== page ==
Department - Author 1

Materials Engineering Department

Degree Name - Author 1

BS in Materials Engineering



Primary Advisor

Blair London


7050 alloy (6.2Zn-2.3Mg-2.3Cu-0.12Zr) is a structural aluminum alloy commonly used in the aerospace industry. Its rich chemistry makes it susceptible to incipient melting. Incipient melting is a phenomenon where areas with high local alloy content melt before the rest of the material. This can cause a degradation of mechanical and corrosion properties. A six by four factor solution heat treatment trial was conducted. Six solution heat treatment temperatures, 890- 940°F in 10°F increments, and four times, 1, 2, 4, and 6 hours, were used. Incipient melting was observed in the 910°F, 6 hour solution heat treatment and all 920-940°F solution heat treatments. Solution heat treatment temperature was shown to be the more important factor. Little microstructural variance was seen among the different solution heat treatment times at a single temperature. Literature suggested that incipient melting would pit preferentially and increase susceptibility to intergranular attack. All 4 hour solution heat treatments were tested for pitting corrosion susceptibility by immersion of metallographic samples in a 0.1M NaCl solution. Samples with incipient melting present did not show preferential pitting. The same samples were tested for intergranular attack susceptibility according to AMS 2772 and ASTM G110. Samples with incipient melting showed no increase in sensitivity to intergranular attack. Neither of the corrosion properties tested degraded in the expected manner.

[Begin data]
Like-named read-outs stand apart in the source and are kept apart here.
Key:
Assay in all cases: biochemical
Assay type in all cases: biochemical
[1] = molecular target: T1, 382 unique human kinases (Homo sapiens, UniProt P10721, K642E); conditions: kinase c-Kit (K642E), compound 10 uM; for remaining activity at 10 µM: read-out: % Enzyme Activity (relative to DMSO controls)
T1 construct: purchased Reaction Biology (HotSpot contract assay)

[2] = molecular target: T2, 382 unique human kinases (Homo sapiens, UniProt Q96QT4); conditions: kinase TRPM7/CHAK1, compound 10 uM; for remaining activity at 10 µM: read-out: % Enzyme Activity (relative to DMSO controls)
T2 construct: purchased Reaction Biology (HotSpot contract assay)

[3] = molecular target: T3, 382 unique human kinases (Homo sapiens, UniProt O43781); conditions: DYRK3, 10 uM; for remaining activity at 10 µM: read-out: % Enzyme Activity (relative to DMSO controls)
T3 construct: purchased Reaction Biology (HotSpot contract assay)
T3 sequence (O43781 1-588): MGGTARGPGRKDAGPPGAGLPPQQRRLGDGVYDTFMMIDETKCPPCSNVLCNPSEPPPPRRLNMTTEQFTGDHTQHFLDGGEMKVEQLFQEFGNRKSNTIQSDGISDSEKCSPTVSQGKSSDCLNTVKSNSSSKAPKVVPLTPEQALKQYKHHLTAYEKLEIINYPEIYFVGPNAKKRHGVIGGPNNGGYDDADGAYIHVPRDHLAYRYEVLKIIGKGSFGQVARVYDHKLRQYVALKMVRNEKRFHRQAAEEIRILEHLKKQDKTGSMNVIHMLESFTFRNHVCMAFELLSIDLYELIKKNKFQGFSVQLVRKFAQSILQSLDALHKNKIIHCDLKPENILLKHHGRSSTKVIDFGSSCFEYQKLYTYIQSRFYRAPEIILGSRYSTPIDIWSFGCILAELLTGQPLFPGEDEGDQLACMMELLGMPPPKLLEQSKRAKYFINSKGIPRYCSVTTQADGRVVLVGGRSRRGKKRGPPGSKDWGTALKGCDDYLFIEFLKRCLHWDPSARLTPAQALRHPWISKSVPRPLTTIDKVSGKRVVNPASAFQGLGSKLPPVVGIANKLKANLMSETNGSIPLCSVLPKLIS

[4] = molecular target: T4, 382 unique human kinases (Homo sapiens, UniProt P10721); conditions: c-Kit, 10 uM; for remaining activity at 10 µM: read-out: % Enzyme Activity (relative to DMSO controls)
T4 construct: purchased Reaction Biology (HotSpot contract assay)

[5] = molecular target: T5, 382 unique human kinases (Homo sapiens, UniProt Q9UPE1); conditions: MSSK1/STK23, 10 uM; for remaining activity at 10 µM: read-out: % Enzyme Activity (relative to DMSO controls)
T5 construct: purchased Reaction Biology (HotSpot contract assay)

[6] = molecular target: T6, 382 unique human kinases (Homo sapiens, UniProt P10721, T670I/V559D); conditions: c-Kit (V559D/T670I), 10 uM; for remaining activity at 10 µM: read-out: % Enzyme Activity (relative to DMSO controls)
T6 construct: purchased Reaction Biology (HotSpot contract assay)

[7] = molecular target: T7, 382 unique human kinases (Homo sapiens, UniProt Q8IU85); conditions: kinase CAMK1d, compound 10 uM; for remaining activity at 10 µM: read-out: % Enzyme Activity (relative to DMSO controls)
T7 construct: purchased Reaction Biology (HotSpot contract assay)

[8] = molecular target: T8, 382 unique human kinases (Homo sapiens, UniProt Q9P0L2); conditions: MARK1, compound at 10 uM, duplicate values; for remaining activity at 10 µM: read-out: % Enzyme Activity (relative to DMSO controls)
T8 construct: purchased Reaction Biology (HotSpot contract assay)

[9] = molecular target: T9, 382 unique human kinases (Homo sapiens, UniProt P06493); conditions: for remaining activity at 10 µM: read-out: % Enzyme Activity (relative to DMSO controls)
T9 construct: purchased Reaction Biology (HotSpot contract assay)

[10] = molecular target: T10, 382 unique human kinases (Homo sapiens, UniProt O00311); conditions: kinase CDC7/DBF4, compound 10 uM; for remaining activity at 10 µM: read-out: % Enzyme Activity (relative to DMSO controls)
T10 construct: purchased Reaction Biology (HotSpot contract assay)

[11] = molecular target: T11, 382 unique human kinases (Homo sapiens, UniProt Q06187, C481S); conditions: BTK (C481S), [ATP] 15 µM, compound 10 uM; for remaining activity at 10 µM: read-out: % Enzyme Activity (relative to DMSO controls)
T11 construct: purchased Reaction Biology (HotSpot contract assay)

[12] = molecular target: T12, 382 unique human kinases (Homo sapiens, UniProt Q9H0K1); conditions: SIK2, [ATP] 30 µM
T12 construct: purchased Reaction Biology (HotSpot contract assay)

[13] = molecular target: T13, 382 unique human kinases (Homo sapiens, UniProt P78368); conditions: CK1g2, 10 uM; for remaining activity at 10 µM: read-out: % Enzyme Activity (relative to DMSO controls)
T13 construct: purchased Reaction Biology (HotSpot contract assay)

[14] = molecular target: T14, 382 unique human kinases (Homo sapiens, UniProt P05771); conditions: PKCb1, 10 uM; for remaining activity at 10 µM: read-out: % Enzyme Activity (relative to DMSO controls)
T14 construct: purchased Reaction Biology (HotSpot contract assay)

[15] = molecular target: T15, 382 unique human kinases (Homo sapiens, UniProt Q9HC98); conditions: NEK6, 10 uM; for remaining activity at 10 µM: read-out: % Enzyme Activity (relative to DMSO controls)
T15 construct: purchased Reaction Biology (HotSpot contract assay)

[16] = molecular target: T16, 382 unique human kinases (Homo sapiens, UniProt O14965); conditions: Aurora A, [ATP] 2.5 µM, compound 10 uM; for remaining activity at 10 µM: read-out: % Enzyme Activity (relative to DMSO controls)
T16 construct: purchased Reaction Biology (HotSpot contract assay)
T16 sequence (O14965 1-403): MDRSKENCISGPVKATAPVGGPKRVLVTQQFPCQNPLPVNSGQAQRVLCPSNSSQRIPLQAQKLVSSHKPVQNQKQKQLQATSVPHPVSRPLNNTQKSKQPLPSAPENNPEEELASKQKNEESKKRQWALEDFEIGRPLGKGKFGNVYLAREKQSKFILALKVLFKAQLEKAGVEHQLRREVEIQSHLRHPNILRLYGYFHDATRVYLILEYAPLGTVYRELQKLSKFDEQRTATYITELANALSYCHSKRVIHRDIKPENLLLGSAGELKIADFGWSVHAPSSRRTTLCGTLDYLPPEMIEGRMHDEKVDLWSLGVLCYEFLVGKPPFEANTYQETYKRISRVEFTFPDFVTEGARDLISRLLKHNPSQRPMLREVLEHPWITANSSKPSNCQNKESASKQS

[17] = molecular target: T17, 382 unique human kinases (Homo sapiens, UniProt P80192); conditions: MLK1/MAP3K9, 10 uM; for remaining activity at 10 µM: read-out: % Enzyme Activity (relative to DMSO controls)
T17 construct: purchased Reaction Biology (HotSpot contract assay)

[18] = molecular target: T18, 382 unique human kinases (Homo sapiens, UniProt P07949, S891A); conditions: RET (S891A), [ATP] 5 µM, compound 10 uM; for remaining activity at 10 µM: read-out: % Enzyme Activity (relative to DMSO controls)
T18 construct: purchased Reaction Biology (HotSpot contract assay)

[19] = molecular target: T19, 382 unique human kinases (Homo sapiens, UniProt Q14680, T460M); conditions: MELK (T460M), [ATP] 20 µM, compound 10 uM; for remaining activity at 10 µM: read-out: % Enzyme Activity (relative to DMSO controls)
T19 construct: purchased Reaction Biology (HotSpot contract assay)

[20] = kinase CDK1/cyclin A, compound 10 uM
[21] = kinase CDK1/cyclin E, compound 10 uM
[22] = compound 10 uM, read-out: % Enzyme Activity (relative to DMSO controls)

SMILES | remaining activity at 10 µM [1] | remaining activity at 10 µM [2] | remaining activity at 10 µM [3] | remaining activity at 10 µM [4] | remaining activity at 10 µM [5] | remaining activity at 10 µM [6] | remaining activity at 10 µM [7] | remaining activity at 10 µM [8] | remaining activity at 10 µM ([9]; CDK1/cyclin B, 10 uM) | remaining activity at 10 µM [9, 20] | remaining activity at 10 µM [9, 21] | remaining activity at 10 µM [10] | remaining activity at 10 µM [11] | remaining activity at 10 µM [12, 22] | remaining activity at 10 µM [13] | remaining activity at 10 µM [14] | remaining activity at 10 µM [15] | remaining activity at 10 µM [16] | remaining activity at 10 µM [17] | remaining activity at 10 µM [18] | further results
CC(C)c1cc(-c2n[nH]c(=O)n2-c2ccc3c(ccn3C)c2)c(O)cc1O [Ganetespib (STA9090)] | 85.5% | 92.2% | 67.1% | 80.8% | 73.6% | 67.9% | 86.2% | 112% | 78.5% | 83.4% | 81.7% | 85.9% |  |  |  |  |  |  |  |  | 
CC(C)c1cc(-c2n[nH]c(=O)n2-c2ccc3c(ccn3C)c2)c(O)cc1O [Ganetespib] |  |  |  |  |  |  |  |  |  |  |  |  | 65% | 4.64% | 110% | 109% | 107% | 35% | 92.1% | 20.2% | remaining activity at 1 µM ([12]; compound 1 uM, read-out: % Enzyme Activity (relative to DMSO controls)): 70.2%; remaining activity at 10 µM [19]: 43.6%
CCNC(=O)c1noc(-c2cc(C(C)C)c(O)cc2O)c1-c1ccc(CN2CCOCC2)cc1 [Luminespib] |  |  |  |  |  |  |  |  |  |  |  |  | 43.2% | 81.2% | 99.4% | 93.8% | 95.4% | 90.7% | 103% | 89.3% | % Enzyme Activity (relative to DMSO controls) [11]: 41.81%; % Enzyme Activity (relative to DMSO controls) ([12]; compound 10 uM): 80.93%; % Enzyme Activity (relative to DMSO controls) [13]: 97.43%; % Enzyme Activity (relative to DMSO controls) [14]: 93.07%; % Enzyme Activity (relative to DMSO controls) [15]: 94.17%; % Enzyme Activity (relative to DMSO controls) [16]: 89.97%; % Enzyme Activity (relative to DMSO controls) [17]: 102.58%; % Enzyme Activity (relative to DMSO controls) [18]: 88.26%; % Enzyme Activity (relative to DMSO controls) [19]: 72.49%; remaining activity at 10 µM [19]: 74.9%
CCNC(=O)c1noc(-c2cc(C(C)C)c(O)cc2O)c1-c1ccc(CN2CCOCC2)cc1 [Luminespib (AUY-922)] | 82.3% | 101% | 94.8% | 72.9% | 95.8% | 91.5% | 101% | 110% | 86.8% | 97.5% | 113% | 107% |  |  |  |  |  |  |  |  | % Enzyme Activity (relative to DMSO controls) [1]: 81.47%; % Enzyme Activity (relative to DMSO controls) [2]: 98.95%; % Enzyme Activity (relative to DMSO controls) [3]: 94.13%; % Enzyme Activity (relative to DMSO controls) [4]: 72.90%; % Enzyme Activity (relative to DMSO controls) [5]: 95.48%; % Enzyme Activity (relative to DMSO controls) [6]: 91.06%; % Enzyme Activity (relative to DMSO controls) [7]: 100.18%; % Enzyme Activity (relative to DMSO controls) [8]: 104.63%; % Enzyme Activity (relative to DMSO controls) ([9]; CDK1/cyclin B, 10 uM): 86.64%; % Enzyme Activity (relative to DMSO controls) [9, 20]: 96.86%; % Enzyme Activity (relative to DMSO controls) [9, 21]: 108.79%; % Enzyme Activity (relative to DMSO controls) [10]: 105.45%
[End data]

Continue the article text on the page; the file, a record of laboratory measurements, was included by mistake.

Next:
Included in

Metallurgy Commons